2. Bluetooth Low Energy
Like WLAN, Bluetooth is a short-range solution. Bluetooth operates on licence-free frequencies between 2.4 and 2.485 GHz and it can switch between different frequencies to limit interference from other devices. This technology is energy efficient, which also limits the available bandwidth. This means users can only transport small quantities of data. Bluetooth is perfectly suited to link small electronic devices, e.g. connecting a smartphone to a wireless speaker to play music.
Furthermore, Bluetooth can be used in combination with a mobile phone that serves as a gateway. If the right app is installed on the phone, devices can exchange data with the internet via the phone. This method – known as Bluetooth Low Energy – is characterised by its extremely low energy requirements and its relatively low implementation costs. Many common devices use this technology, from toothbrushes and washing machines to kitchen appliances and even toys.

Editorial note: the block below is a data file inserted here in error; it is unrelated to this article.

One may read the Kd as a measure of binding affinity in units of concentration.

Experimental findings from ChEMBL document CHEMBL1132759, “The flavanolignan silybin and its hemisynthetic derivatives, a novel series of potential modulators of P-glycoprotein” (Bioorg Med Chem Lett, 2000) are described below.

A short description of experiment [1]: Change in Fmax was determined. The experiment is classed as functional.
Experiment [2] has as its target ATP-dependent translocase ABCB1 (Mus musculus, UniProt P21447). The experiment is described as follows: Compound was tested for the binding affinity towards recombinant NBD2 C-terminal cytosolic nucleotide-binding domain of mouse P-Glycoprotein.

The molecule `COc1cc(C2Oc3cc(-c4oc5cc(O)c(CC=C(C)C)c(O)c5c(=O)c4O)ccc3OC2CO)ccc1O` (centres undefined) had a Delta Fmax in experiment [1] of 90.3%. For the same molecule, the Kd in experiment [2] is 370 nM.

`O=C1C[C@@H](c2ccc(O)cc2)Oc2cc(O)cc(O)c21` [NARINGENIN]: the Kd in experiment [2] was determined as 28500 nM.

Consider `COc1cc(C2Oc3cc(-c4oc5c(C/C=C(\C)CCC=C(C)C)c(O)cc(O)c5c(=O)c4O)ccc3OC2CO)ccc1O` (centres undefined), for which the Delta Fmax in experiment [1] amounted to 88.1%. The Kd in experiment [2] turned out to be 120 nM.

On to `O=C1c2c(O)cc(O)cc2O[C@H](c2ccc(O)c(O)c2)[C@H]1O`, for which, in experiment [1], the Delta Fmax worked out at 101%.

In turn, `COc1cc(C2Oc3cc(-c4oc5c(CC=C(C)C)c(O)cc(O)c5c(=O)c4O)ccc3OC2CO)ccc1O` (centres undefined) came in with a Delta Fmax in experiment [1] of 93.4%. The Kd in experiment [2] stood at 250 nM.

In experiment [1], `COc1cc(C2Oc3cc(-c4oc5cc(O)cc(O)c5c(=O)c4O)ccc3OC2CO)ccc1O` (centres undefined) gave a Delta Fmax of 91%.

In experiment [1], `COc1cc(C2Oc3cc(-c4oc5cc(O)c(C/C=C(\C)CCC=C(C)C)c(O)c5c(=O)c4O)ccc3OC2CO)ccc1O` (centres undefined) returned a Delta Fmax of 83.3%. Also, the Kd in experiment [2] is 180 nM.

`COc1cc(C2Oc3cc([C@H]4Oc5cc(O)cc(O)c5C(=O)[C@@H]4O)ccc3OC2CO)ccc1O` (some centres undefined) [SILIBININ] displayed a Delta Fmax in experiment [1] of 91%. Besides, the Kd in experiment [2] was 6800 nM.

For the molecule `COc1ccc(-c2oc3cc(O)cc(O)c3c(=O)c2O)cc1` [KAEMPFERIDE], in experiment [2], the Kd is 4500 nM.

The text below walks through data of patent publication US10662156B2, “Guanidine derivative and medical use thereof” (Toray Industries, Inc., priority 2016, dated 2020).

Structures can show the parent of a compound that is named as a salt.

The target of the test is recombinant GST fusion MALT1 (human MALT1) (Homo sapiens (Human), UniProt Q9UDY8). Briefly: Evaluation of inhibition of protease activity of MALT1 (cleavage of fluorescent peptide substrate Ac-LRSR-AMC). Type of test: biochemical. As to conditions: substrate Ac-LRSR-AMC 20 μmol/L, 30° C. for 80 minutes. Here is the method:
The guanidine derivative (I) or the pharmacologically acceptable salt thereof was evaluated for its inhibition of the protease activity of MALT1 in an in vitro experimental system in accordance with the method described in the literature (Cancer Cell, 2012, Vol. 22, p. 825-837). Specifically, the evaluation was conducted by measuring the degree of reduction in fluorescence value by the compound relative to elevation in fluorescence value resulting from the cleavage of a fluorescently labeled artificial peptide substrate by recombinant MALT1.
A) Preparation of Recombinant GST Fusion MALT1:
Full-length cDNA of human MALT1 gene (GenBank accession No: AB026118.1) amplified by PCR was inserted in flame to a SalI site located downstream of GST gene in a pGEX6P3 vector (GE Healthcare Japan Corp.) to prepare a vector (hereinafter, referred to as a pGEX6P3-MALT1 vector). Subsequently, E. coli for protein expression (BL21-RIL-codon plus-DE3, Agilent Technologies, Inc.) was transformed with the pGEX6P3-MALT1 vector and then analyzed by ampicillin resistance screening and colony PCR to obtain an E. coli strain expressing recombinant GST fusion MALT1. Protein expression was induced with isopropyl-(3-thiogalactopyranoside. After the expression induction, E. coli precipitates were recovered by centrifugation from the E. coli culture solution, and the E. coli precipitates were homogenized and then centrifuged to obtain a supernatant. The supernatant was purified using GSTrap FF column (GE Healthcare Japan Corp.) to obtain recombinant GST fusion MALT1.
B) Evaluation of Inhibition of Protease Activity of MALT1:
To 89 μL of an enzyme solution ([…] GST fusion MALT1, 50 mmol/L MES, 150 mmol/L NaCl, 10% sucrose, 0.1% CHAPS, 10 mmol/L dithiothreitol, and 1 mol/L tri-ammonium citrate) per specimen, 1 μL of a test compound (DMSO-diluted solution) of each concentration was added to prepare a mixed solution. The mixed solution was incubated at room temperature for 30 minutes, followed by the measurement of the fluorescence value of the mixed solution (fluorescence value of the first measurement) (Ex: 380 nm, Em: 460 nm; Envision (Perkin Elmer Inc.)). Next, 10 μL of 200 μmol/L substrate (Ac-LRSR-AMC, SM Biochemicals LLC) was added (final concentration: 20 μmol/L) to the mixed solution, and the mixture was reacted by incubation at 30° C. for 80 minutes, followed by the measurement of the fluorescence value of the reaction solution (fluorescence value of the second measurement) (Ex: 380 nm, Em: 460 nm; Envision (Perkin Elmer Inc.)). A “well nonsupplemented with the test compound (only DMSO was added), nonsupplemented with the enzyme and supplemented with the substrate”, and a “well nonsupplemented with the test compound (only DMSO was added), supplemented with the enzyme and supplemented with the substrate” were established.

3. Cellular M2M
Cellular M2M (machine-to-machine) uses radio waves in the same way that a phone uses a SIM card. The range depends on the presence of transmitter masts; from a mast, the range is 16 kilometres. Because of the large density of transmitter masts, this technology offers global coverage. You need a SIM card to connect an object to cellular M2M. Once connected, the object will retain its connection through roaming. Audio, text messages and data can be transmitted continuously, which means the energy requirements are relatively high. This makes cellular M2M mainly suitable for wearable and easily chargeable devices. The costs per minute or MB can be high, because you use a different network.